The Canon PowerShot SD960 IS is a follow-up of sorts to the very popular SD880 IS featuring the same 28mm wide-angle lens with a 4x zoom, but this model jumps to 12 megapixels from 10. It can capture 720p HD video clips and has Canon's Digic 4 image processor. It also features an HDMI output so you can quickly hook it up to an HDTV for playing back photos and videos. That, unfortunately, is one of the few good things about the design, with the main issue being its wide-screen LCD.
On the upside--and probably most importantly--it takes very good photos with great color and exposure. The HD video is good, too. If you want a reasonably simple, stripped-down point-and-shoot, the SD960 IS is a solid option, but if you want more control and a smaller price tag, go for the SD880 instead.
|Key specs||Canon PowerShot SD960 IS|
|Dimensions||3.9 inches wide by 2.1 inches high by 0.9 inches deep|
|Weight (with battery and media)||5.8 ounces|
|Megapixels, image sensor size, type||12 megapixels, 1/2.3-inch CCD|
|LCD size, resolution||2.8-inch LCD, 230K dots|
|Lens (zoom, aperture, focal length)||4x, f2.8-5.8, 28-112mm (35mm equivalent)|
|File format (still/video)||JPEG/MOV (H.264)|
|Highest resolution size (still/video)||4,000x3,000 pixels (4:3)/ #x# at 30fps (16:9)|
|Image stabilization type||Mechanical and electronic|
|Battery type, rated life||Li-ion rechargeable, 200 shots|
Typical of the Digital Elph series, the SD960 is small, reasonably good-looking, and available in different colors--silver, gold, blue, and pink. Canon used a 2.8-inch wide-screen LCD, which is just weird unless you plan on taking photos for viewing on a wide-screen computer monitor, TV, or digital photo frame. And if you are, you're overpaying for the 12-megapixel resolution of this camera since shooting in wide screen drops the resolution to 4,000x2,248. If you shoot at the SD960's top resolution of 12 megapixels, you're left with roughly 2.3 inches of screen for your viewfinder. Suddenly that 2.8-inch wide-screen LCD just got a lot less attractive.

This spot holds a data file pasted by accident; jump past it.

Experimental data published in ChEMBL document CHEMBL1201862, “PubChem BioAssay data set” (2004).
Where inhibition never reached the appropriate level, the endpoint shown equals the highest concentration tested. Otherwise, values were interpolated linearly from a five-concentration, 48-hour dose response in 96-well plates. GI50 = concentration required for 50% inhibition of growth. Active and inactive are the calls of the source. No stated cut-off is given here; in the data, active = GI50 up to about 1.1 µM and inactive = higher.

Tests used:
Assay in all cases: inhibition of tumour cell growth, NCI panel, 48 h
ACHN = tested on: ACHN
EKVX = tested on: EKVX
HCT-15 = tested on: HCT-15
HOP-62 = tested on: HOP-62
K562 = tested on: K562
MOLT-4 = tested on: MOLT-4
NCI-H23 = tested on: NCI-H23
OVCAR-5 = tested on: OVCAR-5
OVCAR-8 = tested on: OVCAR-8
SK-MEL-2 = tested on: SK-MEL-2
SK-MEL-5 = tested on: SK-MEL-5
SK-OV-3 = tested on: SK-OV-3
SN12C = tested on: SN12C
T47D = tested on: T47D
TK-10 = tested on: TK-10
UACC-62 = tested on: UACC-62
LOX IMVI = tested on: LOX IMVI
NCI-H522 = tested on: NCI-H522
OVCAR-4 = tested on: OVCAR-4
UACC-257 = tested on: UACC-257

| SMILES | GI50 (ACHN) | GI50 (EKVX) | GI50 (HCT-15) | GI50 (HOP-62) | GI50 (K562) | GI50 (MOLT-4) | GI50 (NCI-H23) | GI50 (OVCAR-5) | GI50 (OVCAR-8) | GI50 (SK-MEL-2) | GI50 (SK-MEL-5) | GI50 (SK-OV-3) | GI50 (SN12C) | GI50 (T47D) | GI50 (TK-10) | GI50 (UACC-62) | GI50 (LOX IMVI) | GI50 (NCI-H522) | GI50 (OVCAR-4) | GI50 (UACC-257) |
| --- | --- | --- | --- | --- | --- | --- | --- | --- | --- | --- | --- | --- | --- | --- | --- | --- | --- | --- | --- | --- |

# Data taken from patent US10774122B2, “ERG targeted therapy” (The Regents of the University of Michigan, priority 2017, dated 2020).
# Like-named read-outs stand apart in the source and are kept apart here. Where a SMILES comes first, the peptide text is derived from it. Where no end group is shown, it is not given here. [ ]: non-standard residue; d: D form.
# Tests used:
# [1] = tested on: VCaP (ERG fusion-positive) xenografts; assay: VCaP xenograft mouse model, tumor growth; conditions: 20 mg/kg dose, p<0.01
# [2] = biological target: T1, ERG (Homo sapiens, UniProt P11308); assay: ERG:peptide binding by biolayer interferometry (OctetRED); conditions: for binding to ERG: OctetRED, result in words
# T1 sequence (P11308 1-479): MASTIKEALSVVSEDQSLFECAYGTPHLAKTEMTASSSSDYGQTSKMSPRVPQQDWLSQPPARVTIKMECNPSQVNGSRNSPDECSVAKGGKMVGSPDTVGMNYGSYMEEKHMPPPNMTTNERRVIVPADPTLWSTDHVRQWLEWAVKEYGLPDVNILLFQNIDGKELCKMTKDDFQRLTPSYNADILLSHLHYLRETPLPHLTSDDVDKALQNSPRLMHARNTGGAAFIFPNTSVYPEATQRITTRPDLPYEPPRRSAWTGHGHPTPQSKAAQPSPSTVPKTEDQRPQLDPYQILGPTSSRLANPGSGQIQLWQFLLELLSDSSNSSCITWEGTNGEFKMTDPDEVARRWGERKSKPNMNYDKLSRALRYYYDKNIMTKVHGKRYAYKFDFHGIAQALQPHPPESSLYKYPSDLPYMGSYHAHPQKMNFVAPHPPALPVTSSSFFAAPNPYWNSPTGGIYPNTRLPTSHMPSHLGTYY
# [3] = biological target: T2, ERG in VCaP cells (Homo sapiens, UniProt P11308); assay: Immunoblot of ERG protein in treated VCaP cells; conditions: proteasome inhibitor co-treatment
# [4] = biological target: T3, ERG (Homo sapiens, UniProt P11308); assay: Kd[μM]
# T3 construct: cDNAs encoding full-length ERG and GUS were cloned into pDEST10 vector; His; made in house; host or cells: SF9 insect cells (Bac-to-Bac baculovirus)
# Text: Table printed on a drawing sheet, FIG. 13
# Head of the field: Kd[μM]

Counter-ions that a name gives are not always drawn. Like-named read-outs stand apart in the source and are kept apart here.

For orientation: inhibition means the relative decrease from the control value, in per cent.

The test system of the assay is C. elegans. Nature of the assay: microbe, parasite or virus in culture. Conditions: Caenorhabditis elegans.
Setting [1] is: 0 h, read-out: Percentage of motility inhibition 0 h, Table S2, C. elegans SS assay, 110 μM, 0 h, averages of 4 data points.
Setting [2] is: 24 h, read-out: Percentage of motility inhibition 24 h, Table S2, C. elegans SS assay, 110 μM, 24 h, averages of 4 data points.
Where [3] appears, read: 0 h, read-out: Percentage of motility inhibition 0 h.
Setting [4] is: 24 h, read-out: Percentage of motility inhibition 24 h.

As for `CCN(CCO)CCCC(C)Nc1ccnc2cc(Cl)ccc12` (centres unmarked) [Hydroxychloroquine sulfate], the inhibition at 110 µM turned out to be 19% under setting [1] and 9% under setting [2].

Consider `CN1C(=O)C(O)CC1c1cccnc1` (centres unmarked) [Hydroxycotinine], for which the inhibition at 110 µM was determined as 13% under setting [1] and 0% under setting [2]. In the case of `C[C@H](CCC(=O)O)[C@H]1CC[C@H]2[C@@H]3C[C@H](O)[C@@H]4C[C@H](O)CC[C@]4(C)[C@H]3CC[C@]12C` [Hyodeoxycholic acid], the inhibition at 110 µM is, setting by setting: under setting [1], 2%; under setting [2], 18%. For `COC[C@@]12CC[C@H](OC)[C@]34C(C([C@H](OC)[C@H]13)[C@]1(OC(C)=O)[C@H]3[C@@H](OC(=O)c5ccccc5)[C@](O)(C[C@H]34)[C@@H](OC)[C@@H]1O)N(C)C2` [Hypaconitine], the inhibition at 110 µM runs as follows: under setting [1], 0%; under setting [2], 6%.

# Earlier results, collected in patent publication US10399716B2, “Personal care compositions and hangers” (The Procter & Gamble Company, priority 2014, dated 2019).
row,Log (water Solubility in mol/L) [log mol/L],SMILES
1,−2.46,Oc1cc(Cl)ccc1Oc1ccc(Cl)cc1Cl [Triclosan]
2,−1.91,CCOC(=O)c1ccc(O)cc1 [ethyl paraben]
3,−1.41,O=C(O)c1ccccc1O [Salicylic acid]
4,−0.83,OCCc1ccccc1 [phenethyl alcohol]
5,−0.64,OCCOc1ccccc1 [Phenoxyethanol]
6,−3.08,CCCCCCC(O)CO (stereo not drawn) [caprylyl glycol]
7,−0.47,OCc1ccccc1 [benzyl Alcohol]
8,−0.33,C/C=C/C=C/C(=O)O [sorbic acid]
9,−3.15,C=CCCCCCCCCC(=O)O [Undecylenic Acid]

If the back of this camera looks peculiar, it's because Canon axed two buttons--Print/Share and Display--and eliminated a lot of labeling. This is both good and bad. The Print/Share is usually user programmable so even if you don't use it for its intended purpose you can still make use of it. The Display button is gone, but the function was moved to the unlabeled rotating disc/directional pad. You have to rotate or press the disc and a graphic appears onscreen with labels for what pressing up, down, left, and right do. (Timer, display information, focus range, and flash, if you must know.) Making room for Display on the pad was done by booting fast access to exposure compensation off; it's only accessible in the Function menu. So yes, it may look like a more straightforward design, but you're sacrificing features for it. Again, this is good or bad depending on your needs and expectations.
|General shooting options||Canon PowerShot SD960 IS|
|ISO sensitivity (full resolution)||Auto, 80, 100, 200, 400, 800, 1,600|
|White balance||Auto, Daylight, Cloudy, Tungsten, Fluorescent, Fluorescent H, Custom|
|Recording modes||Auto, Program/Scene, Movie|
|Focus||Face AF, Center AF|
|Metering||Evaluative, Center-weighted, Spot|